Long Term Effects Of Child Abuse

Child abuse is devastating, and its effects can have an impact on every aspect of a child's life. The short term effects are usually measurable but the long term effects are sometimes not qualified or quantified. Projection of the long term effects of abuse will also depend on the age of the child when the abuse took place, the type of abuse, how often it occurred and the child's relationship with the abuser.

It is important to determine what constitutes child abuse. The first thing that comes to mind for a lot of people is child sexual abuse, as serious as this is, there are other types of abuse such as neglect, emotional and psychological. These types of abuse can occur as a singular issues or a combination of issues that can vary intensity and regularity. The short term effects of abuse usually display some sort of visible scarring, such as bruising or broken bones, behaviour problems and illness, but the longer term effects will depend on the situation, the child and their resilience and their support and long term support network.

Physical long term effects will depend on whether or not there was any brain damage through abuse such as Shaken Baby Syndrome, which can result in the brain failing to form correctly can result in learning disabilities, and possible retardation depending on the severity.

Psychological effects can be life changing as the victim will always have trust issues in any relationship, this in turn will isolate the young person, which will then have an effect on mental health issues such as depression which will also culminate in difficulties within relationships. Adolescents will benefit from the specialised support of mental health 'Early Intervention Team'.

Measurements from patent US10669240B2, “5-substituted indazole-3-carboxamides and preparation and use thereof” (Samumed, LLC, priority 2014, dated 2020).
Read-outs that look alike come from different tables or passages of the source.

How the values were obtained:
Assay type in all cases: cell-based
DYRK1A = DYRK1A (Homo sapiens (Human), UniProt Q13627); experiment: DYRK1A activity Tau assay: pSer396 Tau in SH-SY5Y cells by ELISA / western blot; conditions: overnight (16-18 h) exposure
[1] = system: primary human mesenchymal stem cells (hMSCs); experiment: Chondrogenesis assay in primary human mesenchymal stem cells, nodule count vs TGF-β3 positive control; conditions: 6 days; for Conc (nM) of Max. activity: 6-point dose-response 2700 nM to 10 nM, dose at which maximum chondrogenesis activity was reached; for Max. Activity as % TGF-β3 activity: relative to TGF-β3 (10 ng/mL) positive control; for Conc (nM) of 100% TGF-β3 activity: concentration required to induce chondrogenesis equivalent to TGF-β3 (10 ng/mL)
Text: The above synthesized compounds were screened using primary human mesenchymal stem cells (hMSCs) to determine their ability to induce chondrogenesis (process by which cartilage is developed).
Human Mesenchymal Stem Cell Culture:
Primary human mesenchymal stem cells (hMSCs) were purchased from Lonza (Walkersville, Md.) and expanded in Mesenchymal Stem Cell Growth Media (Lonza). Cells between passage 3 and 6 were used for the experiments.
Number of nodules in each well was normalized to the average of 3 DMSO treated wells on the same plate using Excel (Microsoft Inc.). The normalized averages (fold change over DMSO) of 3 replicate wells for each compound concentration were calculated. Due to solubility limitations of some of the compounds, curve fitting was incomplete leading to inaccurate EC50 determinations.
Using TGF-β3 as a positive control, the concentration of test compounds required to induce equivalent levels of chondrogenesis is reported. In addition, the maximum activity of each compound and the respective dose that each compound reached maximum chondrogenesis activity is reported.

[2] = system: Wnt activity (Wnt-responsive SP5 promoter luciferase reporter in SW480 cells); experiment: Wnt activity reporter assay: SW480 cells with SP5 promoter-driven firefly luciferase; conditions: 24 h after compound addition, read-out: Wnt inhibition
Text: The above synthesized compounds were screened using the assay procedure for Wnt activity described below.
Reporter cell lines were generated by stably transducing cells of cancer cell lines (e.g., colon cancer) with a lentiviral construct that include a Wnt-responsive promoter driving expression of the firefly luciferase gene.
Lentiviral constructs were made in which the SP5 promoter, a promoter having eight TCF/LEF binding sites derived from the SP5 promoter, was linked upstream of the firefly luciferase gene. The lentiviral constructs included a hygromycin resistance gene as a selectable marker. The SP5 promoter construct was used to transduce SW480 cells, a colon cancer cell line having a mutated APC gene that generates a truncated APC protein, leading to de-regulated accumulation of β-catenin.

Behavioural and psychological effects develop alongside each other. In the quest to be less isolated within their peer group, young people will tend towards dangerous and impulsive behaviours that can result in teen pregnancy, delinquency and drug use. All these effects will have an impact on academic achievement. The impact of abuse can change a child from being a good student to one that has little regard for their work or they experience and inability to concentrate and take on the responsibility for their learning.

The long term effects of child abuse has a major impact on the funding of social services, mental health services, policing and the judicial system. Apart from the obvious cost of bringing a child abuser to justice, there are the other costs that have a financial impact which includes the cost of juvenile criminal activity and substance use related to the impact of child abuse.

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